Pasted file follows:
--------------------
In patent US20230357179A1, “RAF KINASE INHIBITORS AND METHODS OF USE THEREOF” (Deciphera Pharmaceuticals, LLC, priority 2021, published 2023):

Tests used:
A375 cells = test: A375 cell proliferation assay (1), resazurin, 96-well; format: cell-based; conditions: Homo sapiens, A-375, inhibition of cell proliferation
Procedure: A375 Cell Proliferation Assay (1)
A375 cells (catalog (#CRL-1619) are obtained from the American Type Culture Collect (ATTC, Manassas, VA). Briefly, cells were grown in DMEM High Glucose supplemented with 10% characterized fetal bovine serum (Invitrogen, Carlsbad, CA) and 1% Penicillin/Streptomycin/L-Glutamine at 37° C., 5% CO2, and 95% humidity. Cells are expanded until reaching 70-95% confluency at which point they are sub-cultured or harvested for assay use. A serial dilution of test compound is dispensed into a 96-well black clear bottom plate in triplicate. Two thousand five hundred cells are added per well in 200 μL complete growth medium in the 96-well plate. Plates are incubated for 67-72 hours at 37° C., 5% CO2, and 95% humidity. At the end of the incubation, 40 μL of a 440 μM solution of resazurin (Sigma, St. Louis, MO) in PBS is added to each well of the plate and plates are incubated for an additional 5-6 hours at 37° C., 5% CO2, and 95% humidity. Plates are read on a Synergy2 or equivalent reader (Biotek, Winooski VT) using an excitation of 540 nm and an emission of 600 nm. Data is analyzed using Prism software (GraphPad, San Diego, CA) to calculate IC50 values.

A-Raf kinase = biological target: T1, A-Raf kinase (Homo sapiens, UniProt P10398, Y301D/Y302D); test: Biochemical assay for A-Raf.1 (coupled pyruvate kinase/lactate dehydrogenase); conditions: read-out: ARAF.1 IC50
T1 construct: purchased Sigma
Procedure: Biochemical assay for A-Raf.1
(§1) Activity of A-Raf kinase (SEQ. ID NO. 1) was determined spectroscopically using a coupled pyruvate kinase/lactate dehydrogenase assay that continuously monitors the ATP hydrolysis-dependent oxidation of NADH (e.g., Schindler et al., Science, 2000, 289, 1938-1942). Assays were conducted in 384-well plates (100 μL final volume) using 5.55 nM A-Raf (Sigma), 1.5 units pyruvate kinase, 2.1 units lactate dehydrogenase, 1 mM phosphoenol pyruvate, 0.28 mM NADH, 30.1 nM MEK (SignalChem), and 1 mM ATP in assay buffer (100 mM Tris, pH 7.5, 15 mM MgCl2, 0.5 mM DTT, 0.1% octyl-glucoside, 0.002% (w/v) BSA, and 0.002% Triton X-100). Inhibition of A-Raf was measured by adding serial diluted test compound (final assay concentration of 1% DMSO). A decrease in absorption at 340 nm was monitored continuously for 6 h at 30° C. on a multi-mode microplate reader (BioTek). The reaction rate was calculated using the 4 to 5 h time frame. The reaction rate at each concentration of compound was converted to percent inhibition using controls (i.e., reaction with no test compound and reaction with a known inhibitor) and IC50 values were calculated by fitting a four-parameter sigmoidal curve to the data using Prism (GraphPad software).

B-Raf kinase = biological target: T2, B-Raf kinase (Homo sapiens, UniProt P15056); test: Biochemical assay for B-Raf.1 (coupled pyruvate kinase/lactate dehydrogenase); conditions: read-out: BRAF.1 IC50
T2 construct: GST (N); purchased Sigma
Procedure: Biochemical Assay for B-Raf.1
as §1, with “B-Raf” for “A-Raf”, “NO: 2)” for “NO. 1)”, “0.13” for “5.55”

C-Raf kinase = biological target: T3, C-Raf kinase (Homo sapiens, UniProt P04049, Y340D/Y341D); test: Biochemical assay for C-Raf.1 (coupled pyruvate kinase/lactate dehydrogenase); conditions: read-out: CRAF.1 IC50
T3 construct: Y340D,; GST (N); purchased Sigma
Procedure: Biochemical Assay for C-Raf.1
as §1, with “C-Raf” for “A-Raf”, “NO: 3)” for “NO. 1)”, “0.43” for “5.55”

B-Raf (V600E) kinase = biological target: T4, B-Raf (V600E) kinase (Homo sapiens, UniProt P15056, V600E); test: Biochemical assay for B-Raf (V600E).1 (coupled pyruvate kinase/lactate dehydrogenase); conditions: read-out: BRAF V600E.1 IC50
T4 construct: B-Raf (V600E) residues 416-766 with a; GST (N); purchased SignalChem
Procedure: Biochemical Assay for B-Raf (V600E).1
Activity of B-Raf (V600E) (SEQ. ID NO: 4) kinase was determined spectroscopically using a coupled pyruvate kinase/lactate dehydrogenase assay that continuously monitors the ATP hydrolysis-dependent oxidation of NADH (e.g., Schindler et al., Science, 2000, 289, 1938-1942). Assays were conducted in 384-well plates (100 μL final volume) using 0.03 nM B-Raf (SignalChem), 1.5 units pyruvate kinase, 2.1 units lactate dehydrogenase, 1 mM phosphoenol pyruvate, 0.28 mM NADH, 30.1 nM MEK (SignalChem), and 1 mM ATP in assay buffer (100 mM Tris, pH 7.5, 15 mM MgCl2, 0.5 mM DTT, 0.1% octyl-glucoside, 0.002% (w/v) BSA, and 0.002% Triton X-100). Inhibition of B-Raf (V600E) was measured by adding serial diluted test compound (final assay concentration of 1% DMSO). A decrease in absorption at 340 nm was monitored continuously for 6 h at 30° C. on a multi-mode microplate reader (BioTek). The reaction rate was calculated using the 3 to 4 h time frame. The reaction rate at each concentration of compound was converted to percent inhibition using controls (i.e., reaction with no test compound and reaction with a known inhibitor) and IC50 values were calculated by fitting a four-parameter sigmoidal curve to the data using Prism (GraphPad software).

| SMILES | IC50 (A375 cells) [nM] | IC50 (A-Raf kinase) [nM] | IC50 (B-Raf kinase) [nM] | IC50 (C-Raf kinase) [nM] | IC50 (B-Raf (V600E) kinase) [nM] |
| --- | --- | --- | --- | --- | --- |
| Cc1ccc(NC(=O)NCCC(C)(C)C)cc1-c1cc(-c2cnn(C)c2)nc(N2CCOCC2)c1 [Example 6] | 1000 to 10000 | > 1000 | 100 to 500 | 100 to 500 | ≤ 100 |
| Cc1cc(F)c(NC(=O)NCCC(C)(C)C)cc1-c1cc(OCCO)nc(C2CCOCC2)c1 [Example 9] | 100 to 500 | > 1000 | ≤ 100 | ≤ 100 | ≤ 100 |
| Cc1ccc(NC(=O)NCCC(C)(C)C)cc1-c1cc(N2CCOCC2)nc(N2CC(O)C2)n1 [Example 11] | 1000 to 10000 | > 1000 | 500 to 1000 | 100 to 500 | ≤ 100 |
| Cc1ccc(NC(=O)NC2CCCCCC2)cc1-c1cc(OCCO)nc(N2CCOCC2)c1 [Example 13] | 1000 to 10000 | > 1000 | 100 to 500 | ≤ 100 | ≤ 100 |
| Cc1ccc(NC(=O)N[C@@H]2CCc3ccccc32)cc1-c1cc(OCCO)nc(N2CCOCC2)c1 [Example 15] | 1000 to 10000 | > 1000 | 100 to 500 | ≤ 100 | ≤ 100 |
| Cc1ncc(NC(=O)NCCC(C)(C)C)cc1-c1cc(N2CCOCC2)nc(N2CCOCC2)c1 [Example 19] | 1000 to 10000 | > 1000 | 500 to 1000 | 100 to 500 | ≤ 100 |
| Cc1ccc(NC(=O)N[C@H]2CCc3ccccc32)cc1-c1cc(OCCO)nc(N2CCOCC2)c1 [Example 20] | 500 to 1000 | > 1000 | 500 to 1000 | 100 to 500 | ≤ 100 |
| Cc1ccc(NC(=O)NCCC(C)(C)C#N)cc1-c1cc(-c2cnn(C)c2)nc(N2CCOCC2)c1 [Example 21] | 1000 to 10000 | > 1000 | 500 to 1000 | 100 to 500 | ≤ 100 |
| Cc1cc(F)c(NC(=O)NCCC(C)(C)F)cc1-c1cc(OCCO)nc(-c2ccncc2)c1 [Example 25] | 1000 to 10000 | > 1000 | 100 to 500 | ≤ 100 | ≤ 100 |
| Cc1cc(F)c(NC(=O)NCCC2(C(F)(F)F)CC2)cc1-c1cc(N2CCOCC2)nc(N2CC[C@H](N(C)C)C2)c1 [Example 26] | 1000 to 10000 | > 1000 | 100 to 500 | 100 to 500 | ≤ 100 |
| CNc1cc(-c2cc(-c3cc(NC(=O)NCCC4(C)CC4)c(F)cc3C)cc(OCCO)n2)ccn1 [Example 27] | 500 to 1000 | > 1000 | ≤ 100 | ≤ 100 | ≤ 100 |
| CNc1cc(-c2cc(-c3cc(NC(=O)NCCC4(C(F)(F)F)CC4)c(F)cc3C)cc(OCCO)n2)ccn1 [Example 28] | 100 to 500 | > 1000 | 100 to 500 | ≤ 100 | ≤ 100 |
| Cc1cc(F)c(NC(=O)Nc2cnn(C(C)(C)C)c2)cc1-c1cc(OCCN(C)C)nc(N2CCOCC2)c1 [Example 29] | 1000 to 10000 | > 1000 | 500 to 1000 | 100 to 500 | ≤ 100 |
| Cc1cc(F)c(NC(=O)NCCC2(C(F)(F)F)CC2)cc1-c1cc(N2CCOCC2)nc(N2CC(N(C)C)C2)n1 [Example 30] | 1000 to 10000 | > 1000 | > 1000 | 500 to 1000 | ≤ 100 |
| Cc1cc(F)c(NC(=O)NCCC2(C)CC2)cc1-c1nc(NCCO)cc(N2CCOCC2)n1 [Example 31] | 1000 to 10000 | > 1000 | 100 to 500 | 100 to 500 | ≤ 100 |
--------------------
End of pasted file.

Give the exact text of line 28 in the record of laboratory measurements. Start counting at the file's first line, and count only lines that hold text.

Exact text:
| Cc1ccc(NC(=O)N[C@@H]2CCc3ccccc32)cc1-c1cc(OCCO)nc(N2CCOCC2)c1 [Example 15] | 1000 to 10000 | > 1000 | 100 to 500 | ≤ 100 | ≤ 100 |